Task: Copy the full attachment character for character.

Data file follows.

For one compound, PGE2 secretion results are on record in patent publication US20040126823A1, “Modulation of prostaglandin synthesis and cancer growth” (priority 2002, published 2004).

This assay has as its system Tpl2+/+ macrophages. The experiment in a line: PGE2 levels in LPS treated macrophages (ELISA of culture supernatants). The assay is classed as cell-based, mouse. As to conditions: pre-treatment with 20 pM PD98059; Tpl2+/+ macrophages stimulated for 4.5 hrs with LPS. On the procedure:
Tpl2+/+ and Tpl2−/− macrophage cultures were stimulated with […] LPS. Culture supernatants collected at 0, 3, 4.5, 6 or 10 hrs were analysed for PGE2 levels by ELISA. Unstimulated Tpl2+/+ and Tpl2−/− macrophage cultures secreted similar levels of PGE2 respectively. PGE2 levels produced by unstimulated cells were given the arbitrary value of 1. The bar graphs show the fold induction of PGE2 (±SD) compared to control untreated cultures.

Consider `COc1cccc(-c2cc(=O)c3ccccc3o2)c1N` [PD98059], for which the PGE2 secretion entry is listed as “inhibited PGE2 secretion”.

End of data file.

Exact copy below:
For one compound, PGE2 secretion results are on record in patent publication US20040126823A1, “Modulation of prostaglandin synthesis and cancer growth” (priority 2002, published 2004).

This assay has as its system Tpl2+/+ macrophages. The experiment in a line: PGE2 levels in LPS treated macrophages (ELISA of culture supernatants). The assay is classed as cell-based, mouse. As to conditions: pre-treatment with 20 pM PD98059; Tpl2+/+ macrophages stimulated for 4.5 hrs with LPS. On the procedure:
Tpl2+/+ and Tpl2−/− macrophage cultures were stimulated with […] LPS. Culture supernatants collected at 0, 3, 4.5, 6 or 10 hrs were analysed for PGE2 levels by ELISA. Unstimulated Tpl2+/+ and Tpl2−/− macrophage cultures secreted similar levels of PGE2 respectively. PGE2 levels produced by unstimulated cells were given the arbitrary value of 1. The bar graphs show the fold induction of PGE2 (±SD) compared to control untreated cultures.

Consider `COc1cccc(-c2cc(=O)c3ccccc3o2)c1N` [PD98059], for which the PGE2 secretion entry is listed as “inhibited PGE2 secretion”.